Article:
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dc.contributor.advisorWhite, Cameron
dc.creatorManzoor, Atifa
dc.date.accessioned2017-07-07T21:39:39Z
dc.date.available2017-07-07T21:39:39Z
dc.date.createdMay 2017
dc.date.issued2017-05
dc.date.submittedMay 2017
dc.identifier.urihttp://hdl.handle.net/10657/1883
dc.description.abstractBackground: Culture plays a large role in the classroom and is mostly spoken of in recognition of diversity amongst students but not often as part of the teacher’s identity. This study closely examined the “lived stories” of three minority teachers, their culture and identity. It delved into who they were personally and professionally, illuminating how teacher identity influenced their relationships with students, curriculum and classroom. Purpose: With more emphasis placed on culturally responsive teaching, the field has become aware of recognizing the cultural capital students bring into the classroom. This study explored the teaching of three minority women seeking to answer the questions: How do minority teachers identify themselves and their culture? How does their cultural identity influence their teaching in regards to classroom curriculum, environment and relationships with students? How are critical pedagogy and culturally responsive teaching evidenced in their classroom? Methods: With three participants, the researcher included, the main method of research was narrative inquiry, using interviews to gain insight on their background, teaching, and experiences with culture in the classroom. In addition to interviews, journals were employed to evidence researcher experiences. Participants also reflected on their classroom using designated prompts. After a clean transcription, all data was then coded to reveal major themes. Results: After researching the cultural identity of minority teachers, there was an awareness of their culture influencing their classroom. Major themes to emerge from the data were: minority teachers as role models, teaching students more than the curriculum, building a positive classroom atmosphere and culturally responsive teaching. Conclusion: Although not obvious to participants but only through reflection, minority teachers had something more to offer students. They provided a unique perspective to which some students might relate. With an ever-changing demographic, it is advantageous to have diversity among educators that mirrors that of the student population.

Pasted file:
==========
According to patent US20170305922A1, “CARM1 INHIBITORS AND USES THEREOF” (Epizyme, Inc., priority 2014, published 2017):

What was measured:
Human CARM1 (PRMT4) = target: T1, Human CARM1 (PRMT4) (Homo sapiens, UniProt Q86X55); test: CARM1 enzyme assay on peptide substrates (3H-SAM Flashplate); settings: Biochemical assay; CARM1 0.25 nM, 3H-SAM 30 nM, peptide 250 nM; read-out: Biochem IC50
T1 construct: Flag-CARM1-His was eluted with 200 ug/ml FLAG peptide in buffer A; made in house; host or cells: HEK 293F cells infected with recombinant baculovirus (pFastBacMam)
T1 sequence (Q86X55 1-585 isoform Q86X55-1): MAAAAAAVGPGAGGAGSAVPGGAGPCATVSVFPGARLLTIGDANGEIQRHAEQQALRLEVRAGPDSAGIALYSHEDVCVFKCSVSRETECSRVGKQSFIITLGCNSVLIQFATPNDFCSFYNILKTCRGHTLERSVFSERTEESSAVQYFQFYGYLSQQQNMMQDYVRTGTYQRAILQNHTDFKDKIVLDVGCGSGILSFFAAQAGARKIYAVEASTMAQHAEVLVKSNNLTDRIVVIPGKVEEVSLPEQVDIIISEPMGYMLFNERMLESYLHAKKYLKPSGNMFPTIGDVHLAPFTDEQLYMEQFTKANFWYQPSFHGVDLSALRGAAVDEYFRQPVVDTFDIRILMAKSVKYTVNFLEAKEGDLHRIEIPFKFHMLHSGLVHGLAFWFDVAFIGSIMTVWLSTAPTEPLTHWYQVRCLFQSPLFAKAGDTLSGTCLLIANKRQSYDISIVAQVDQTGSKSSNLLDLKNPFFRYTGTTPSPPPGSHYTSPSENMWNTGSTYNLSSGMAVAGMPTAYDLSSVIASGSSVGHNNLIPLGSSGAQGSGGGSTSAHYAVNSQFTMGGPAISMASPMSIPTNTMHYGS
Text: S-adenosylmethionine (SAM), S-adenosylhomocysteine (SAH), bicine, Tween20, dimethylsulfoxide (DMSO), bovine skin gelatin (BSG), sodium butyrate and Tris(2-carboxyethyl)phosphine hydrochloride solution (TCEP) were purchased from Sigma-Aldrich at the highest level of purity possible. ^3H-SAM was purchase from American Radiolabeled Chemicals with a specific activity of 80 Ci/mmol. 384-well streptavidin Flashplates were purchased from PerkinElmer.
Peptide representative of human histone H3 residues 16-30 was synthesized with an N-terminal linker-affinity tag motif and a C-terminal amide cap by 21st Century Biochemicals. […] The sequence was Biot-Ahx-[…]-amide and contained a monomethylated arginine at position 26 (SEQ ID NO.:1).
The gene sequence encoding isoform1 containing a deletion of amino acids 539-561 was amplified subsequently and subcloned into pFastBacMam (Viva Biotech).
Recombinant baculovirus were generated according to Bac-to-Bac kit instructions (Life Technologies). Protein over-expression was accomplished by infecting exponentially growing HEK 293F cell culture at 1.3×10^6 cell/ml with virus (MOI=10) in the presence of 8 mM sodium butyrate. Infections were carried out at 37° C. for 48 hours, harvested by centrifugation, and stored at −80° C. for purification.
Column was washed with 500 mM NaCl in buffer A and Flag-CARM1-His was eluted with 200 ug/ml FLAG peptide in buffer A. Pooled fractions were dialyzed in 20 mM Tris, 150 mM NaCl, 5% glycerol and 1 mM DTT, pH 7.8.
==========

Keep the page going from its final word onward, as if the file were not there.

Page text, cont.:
dc.format.mimetypeapplication/pdf
dc.language.isoeng
dc.subjectMinority teachers
dc.subjectculture
dc.titleThe Tale of Three Cultures: Identifying Minority Teachers' Culture and Its Influence in the Classroom
dc.date.updated2017-07-07T21:39:47Z
dc.type.genreThesis
thesis.degree.nameDoctor of Education
thesis.degree.levelDoctoral
thesis.degree.disciplineCurriculum and Instruction
thesis.degree.grantorUniversity of Houston
dc.contributor.committeeMemberHutchison, Laveria F.
dc.contributor.committeeMemberMountain, Lee
dc.contributor.committeeMemberMulholland, Amy
dc.creator.orcid0000-0001-8607-0365
dc.type.dcmitext
dc.format.digitalOriginborn digital
dc.description.departmentCurriculum and Instruction
thesis.degree.collegeCollege of Education


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